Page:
Stable oxygen and carbon isotope data for planktic and benthic foraminifera from southern Atlantic of DSDP Hole 74-525A and ODP Hole 113-690C
datasetposted on 22.11.2019 by Oliver Friedrich, Jens O Herrle, Paul A Wilson, Matthew J Cooper, Jochen Erbacher, Christoph Hemleben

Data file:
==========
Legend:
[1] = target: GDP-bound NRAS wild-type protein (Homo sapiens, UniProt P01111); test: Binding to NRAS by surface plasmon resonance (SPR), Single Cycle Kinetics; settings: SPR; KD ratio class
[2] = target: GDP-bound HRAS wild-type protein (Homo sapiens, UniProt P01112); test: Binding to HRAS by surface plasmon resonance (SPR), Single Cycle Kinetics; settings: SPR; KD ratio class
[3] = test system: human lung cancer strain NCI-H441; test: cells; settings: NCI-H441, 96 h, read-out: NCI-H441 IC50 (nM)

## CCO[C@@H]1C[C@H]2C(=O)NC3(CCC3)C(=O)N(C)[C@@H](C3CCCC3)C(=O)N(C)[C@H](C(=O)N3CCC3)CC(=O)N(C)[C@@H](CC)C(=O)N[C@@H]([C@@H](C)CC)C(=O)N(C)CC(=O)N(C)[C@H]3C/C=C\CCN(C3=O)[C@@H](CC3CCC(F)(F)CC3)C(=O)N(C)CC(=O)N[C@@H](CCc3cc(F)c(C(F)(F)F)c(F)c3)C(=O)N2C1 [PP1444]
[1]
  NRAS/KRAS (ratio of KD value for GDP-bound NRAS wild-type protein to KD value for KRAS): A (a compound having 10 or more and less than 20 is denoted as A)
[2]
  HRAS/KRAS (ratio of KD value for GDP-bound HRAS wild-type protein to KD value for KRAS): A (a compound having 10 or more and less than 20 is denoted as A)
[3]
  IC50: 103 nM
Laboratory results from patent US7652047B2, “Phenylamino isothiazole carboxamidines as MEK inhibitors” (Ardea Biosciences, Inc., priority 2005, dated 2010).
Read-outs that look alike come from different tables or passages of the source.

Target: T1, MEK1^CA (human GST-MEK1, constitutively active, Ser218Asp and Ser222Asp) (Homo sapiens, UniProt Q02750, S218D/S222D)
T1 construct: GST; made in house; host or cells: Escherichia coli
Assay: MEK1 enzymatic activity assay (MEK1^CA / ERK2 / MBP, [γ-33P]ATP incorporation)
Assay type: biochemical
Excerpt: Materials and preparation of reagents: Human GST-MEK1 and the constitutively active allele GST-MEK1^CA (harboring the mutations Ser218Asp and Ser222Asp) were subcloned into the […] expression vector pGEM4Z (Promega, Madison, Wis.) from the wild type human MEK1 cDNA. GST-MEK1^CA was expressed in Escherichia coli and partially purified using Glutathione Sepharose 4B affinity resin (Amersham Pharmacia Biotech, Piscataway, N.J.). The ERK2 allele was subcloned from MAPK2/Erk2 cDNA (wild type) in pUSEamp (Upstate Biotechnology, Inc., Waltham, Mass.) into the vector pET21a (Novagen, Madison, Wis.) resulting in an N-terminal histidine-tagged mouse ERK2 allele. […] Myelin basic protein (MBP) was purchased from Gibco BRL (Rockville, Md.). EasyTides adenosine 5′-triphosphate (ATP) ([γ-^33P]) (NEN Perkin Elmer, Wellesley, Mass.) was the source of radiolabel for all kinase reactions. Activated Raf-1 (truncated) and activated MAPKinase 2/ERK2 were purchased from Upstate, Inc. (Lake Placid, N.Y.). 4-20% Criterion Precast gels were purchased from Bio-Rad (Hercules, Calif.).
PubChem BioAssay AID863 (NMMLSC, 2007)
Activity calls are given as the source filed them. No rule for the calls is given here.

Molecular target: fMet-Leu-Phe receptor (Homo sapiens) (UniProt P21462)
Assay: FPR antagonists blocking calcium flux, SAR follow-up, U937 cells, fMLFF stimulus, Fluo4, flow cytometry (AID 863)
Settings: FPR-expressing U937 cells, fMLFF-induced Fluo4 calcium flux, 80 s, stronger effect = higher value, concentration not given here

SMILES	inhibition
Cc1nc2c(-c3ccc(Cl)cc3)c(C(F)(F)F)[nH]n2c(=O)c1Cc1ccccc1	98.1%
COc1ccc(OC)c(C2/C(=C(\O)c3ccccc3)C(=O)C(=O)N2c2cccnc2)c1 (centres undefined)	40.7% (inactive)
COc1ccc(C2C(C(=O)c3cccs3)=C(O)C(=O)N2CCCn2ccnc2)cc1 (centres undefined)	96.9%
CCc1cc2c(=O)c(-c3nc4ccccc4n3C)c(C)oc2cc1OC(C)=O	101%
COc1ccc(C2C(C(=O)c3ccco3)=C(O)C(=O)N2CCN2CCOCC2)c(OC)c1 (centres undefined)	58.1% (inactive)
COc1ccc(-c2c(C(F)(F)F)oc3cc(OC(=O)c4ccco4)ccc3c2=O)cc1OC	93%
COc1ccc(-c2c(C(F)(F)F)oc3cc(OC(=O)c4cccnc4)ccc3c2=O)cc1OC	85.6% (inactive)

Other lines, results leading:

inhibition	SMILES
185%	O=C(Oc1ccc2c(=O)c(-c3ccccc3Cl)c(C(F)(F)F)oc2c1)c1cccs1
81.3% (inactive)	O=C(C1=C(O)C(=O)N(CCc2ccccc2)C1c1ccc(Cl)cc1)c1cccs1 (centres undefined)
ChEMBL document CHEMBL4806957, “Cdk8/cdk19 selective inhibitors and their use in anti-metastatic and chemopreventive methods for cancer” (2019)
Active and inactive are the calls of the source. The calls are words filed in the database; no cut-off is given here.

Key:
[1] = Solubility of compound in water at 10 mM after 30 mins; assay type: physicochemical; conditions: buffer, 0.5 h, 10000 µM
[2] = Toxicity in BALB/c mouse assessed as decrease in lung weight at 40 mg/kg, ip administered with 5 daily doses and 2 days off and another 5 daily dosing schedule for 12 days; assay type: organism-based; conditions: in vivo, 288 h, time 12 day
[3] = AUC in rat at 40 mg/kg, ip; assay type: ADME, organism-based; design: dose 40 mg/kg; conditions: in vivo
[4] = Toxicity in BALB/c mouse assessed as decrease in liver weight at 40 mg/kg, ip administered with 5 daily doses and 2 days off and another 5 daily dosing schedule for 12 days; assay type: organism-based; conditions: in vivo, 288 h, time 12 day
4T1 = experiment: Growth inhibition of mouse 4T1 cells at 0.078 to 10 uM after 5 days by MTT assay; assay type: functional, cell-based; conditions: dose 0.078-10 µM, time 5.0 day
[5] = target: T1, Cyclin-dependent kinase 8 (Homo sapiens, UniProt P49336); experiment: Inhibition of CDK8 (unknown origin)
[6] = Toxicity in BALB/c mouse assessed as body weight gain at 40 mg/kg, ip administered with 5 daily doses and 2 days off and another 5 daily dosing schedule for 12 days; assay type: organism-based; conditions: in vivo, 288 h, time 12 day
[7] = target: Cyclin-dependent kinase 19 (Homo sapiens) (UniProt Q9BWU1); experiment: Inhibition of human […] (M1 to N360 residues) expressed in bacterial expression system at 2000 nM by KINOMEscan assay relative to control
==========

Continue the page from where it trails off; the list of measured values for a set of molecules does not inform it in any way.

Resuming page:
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Published stable isotope records in marine carbonate are characterized by a positive d18O excursion associated with a negative d13C shift during the early Maastrichtian. However, the cause and even the precise timing of these excursions remain uncertain. We have generated high-resolution foraminiferal stable isotope and gray-scale records for the latest Campanian to early Maastrichtian (73-68 Ma) at two Ocean Drilling Program sites, 525 (Walvis Ridge) and 690 (Weddell Sea). We demonstrate that the negative d13C excursion is decoupled from the d18O increase with a lag of about 600 ka. Our d13C records (both planktic and benthic) show an amplitude for the negative excursion of 0.7 per mill that falls between about 72.1 and 70.7 Ma. Our planktic d18O records indicate an overall increase of 1.2 per mill from 73 to 68 Ma at Site 690, whereas at Site 525 they record a slightly smaller increase (1 per mill) that peaks around 70.1 Ma with decreasing values thereafter. Our benthic d18O data indicate an increase of 1.5 per mill at Site 525 and 0.7 per mill at Site 690 between about 71.4 and 69.9 Ma. Benthic d18O values show different baseline values at the two sites before and after the excursion, but the larger increase at Site 525 means that the values attained at the peak of the excursion are similar at the two sites. We interpret this observation in terms of water mass changes. The excursion is interpreted to reflect a cooling of bottom waters in response to the strengthening contribution of intermediate- to deep-water production in the high southern latitudes rather than increased ice volume. The associated carbon cycle perturbations that we observe are interpreted to reflect a weakening of surface water stratification and increased productivity, as supported by our gray value data.